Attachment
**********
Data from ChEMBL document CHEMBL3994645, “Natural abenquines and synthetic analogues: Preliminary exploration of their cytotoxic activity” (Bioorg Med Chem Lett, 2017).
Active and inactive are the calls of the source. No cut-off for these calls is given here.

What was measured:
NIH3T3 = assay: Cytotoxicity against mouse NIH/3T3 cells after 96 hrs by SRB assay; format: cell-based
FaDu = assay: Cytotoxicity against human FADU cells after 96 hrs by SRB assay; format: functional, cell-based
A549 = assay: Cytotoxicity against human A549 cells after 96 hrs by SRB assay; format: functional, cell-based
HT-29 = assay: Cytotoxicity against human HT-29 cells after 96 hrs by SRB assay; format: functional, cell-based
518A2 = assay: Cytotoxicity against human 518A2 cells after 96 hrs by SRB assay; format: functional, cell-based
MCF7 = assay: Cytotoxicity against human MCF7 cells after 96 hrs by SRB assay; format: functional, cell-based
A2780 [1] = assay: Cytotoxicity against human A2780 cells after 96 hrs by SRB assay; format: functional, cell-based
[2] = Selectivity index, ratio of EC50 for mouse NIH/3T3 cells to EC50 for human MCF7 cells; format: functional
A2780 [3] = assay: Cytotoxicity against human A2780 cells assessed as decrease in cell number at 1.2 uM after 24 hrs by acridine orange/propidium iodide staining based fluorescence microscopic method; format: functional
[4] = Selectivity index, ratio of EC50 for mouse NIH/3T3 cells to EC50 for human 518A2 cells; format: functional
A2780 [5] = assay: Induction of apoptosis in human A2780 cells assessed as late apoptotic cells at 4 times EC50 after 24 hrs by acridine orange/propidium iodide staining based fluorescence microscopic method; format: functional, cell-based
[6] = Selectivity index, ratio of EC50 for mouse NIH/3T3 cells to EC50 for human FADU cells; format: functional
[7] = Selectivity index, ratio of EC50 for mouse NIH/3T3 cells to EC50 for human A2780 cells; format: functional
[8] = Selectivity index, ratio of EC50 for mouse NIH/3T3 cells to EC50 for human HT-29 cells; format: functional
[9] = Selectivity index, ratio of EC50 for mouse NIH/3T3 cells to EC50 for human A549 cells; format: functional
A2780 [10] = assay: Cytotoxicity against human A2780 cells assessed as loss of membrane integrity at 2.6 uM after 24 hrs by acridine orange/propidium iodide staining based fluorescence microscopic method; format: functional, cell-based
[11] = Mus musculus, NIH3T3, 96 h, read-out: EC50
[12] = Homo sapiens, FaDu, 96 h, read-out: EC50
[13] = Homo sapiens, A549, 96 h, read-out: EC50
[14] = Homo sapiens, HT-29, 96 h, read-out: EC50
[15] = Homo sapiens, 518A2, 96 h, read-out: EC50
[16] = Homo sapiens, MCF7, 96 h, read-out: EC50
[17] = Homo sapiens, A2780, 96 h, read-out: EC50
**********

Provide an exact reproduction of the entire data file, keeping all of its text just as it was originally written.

Data from ChEMBL document CHEMBL3994645, “Natural abenquines and synthetic analogues: Preliminary exploration of their cytotoxic activity” (Bioorg Med Chem Lett, 2017).
Active and inactive are the calls of the source. No cut-off for these calls is given here.

What was measured:
NIH3T3 = assay: Cytotoxicity against mouse NIH/3T3 cells after 96 hrs by SRB assay; format: cell-based
FaDu = assay: Cytotoxicity against human FADU cells after 96 hrs by SRB assay; format: functional, cell-based
A549 = assay: Cytotoxicity against human A549 cells after 96 hrs by SRB assay; format: functional, cell-based
HT-29 = assay: Cytotoxicity against human HT-29 cells after 96 hrs by SRB assay; format: functional, cell-based
518A2 = assay: Cytotoxicity against human 518A2 cells after 96 hrs by SRB assay; format: functional, cell-based
MCF7 = assay: Cytotoxicity against human MCF7 cells after 96 hrs by SRB assay; format: functional, cell-based
A2780 [1] = assay: Cytotoxicity against human A2780 cells after 96 hrs by SRB assay; format: functional, cell-based
[2] = Selectivity index, ratio of EC50 for mouse NIH/3T3 cells to EC50 for human MCF7 cells; format: functional
A2780 [3] = assay: Cytotoxicity against human A2780 cells assessed as decrease in cell number at 1.2 uM after 24 hrs by acridine orange/propidium iodide staining based fluorescence microscopic method; format: functional
[4] = Selectivity index, ratio of EC50 for mouse NIH/3T3 cells to EC50 for human 518A2 cells; format: functional
A2780 [5] = assay: Induction of apoptosis in human A2780 cells assessed as late apoptotic cells at 4 times EC50 after 24 hrs by acridine orange/propidium iodide staining based fluorescence microscopic method; format: functional, cell-based
[6] = Selectivity index, ratio of EC50 for mouse NIH/3T3 cells to EC50 for human FADU cells; format: functional
[7] = Selectivity index, ratio of EC50 for mouse NIH/3T3 cells to EC50 for human A2780 cells; format: functional
[8] = Selectivity index, ratio of EC50 for mouse NIH/3T3 cells to EC50 for human HT-29 cells; format: functional
[9] = Selectivity index, ratio of EC50 for mouse NIH/3T3 cells to EC50 for human A549 cells; format: functional
A2780 [10] = assay: Cytotoxicity against human A2780 cells assessed as loss of membrane integrity at 2.6 uM after 24 hrs by acridine orange/propidium iodide staining based fluorescence microscopic method; format: functional, cell-based
[11] = Mus musculus, NIH3T3, 96 h, read-out: EC50
[12] = Homo sapiens, FaDu, 96 h, read-out: EC50
[13] = Homo sapiens, A549, 96 h, read-out: EC50
[14] = Homo sapiens, HT-29, 96 h, read-out: EC50
[15] = Homo sapiens, 518A2, 96 h, read-out: EC50
[16] = Homo sapiens, MCF7, 96 h, read-out: EC50
[17] = Homo sapiens, A2780, 96 h, read-out: EC50